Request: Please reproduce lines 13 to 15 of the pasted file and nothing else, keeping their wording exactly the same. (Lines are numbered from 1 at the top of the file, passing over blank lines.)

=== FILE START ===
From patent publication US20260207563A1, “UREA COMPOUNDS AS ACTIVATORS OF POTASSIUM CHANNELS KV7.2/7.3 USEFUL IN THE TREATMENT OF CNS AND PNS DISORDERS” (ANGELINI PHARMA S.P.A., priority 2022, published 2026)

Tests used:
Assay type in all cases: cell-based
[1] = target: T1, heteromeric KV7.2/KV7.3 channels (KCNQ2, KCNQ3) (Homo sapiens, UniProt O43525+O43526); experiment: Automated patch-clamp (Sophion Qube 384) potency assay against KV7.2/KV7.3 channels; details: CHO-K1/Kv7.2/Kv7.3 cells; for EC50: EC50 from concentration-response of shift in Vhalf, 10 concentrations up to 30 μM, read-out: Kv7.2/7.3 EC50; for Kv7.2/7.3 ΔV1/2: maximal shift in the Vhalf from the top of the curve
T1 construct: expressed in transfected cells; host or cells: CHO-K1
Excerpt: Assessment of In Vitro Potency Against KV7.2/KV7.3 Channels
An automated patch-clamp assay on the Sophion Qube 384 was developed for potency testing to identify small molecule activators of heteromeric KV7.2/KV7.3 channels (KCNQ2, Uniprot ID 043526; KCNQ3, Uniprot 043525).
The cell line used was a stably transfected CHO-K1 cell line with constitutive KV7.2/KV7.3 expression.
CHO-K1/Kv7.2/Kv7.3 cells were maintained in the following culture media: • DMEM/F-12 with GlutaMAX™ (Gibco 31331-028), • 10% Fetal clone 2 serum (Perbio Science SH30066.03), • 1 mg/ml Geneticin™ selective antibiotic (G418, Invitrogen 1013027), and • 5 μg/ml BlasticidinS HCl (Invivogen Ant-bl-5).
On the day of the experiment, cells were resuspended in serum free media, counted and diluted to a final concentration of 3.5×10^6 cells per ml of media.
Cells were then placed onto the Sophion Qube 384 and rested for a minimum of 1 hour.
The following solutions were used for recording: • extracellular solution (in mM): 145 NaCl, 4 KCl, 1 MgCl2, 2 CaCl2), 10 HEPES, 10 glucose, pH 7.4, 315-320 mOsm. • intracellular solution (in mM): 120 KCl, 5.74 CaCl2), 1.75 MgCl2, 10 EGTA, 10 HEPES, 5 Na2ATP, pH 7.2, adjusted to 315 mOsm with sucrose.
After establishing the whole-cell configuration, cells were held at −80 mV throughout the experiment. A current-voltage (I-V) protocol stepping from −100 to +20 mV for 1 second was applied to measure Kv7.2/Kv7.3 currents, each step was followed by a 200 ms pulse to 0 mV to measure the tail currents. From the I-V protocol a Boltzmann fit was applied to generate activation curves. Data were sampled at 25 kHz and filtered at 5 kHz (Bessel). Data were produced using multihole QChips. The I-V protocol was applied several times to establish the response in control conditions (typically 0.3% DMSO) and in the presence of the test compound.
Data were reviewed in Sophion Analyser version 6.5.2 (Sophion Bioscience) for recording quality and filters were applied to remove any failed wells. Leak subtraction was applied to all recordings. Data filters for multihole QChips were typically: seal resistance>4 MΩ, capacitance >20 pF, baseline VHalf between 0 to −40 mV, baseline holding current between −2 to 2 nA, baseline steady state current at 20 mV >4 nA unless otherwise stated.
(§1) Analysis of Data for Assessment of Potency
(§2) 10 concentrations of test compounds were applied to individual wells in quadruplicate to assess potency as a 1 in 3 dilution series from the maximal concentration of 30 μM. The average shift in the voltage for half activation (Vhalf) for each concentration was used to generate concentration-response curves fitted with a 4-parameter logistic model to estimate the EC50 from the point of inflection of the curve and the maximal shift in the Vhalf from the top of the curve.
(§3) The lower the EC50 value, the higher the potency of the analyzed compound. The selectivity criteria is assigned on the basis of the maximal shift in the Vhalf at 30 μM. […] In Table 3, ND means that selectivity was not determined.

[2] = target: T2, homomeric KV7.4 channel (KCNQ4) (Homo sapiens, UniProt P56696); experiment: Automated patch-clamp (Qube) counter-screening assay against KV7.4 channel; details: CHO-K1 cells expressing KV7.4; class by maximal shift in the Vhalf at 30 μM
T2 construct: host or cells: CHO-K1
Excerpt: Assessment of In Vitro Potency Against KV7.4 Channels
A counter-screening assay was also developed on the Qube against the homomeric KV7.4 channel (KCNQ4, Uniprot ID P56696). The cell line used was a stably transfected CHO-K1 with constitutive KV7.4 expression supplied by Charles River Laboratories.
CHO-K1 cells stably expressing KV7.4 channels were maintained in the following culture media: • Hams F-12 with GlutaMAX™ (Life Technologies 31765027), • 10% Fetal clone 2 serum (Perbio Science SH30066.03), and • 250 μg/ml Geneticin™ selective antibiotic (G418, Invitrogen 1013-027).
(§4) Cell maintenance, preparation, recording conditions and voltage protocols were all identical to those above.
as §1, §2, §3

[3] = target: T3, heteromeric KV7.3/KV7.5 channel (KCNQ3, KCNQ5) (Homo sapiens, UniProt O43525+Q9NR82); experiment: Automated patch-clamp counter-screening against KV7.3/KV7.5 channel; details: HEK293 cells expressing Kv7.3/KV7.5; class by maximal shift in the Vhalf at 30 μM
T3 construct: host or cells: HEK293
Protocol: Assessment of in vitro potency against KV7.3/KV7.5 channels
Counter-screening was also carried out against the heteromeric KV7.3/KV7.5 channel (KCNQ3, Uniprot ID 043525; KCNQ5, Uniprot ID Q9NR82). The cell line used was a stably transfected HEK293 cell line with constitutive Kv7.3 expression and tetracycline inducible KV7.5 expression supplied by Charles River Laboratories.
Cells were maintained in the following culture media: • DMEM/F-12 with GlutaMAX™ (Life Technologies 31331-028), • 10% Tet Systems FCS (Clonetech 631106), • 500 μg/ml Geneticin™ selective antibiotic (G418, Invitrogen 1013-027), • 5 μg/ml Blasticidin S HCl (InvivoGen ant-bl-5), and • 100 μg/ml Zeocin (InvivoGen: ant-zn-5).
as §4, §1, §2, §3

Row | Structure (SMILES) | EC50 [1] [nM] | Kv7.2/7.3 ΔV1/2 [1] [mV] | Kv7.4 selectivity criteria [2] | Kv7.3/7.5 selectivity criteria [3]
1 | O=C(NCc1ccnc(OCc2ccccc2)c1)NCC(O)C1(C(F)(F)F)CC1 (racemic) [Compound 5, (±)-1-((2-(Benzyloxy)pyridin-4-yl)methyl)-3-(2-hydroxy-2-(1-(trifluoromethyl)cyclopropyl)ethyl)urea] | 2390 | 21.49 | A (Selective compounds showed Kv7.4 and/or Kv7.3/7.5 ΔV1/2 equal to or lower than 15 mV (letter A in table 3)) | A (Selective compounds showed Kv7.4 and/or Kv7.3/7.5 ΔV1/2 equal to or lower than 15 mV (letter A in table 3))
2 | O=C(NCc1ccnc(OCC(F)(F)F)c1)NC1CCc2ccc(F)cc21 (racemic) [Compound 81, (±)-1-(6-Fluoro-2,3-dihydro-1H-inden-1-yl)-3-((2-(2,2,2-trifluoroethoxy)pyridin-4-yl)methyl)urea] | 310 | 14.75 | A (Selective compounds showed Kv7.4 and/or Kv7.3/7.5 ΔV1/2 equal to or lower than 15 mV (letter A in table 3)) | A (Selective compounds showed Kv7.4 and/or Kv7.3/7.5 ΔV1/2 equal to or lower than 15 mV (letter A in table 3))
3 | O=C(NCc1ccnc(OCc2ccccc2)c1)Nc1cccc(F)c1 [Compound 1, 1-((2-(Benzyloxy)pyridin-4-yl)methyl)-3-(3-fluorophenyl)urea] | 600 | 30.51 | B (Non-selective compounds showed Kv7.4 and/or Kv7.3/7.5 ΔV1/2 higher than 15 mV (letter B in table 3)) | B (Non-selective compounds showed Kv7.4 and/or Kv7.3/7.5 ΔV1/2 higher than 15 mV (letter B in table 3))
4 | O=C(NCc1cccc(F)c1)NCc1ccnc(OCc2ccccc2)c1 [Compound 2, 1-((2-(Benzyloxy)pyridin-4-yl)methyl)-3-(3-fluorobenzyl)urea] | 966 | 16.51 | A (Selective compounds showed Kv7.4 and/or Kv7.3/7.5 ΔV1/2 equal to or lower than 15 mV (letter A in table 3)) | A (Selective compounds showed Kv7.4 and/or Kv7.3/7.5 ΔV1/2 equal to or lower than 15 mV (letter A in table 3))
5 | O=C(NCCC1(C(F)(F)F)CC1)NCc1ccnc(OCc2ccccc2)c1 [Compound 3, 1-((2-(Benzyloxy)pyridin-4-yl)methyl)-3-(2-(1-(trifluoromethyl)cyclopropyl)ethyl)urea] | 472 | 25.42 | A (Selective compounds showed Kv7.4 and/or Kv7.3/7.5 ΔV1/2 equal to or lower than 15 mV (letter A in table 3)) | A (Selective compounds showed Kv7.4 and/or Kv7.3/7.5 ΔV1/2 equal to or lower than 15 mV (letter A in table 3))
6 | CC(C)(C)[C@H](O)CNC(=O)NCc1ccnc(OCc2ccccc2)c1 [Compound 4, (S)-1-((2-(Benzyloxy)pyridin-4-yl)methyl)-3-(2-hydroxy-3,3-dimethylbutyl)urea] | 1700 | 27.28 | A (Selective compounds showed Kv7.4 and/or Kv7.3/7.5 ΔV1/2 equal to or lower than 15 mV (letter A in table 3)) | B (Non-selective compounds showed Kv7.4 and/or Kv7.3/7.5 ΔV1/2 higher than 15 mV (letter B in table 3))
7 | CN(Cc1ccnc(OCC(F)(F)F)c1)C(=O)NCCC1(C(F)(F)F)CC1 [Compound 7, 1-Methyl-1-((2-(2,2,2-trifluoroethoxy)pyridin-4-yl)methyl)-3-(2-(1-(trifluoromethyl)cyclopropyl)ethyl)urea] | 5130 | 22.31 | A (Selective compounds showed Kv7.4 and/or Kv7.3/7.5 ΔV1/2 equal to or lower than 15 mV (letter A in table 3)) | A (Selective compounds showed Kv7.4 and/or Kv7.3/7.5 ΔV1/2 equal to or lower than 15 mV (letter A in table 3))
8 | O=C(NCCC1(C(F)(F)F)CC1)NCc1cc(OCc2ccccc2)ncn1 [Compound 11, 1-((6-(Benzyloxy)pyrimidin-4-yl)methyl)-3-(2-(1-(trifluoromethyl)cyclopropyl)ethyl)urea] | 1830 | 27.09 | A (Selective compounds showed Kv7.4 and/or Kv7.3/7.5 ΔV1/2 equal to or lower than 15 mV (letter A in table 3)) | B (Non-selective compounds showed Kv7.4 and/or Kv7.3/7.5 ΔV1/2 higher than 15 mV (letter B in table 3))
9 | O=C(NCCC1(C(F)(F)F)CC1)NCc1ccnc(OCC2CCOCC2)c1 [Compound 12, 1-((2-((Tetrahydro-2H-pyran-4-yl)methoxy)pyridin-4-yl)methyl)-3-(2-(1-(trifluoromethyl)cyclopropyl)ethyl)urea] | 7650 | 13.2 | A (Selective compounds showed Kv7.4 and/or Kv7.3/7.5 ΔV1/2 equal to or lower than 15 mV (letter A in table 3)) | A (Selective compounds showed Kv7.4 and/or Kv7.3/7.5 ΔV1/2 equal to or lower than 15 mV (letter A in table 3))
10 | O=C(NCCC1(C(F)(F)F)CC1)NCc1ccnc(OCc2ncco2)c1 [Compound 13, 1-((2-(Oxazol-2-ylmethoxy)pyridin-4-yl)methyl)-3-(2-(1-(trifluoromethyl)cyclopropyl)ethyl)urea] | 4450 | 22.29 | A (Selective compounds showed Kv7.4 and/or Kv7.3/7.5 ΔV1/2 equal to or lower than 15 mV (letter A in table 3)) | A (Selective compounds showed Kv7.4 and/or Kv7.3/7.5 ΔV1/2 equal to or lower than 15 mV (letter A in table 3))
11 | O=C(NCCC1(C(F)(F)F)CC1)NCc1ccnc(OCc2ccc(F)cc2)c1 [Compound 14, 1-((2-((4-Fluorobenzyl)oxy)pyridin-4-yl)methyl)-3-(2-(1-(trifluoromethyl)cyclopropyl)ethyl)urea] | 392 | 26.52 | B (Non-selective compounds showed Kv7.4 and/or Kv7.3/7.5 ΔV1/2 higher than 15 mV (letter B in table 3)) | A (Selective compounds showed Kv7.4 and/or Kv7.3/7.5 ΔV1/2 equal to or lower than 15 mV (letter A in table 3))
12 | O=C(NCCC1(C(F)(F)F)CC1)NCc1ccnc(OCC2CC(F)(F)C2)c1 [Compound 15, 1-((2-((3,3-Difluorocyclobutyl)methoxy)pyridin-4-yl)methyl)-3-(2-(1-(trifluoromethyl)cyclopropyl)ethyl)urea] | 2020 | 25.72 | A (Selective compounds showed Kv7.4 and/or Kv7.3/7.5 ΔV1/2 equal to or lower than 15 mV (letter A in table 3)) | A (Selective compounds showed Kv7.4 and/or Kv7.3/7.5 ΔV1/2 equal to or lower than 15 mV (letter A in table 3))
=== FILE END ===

After establishing the whole-cell configuration, cells were held at −80 mV throughout the experiment. A current-voltage (I-V) protocol stepping from −100 to +20 mV for 1 second was applied to measure Kv7.2/Kv7.3 currents, each step was followed by a 200 ms pulse to 0 mV to measure the tail currents. From the I-V protocol a Boltzmann fit was applied to generate activation curves. Data were sampled at 25 kHz and filtered at 5 kHz (Bessel). Data were produced using multihole QChips. The I-V protocol was applied several times to establish the response in control conditions (typically 0.3% DMSO) and in the presence of the test compound.
Data were reviewed in Sophion Analyser version 6.5.2 (Sophion Bioscience) for recording quality and filters were applied to remove any failed wells. Leak subtraction was applied to all recordings. Data filters for multihole QChips were typically: seal resistance>4 MΩ, capacitance >20 pF, baseline VHalf between 0 to −40 mV, baseline holding current between −2 to 2 nA, baseline steady state current at 20 mV >4 nA unless otherwise stated.
(§1) Analysis of Data for Assessment of Potency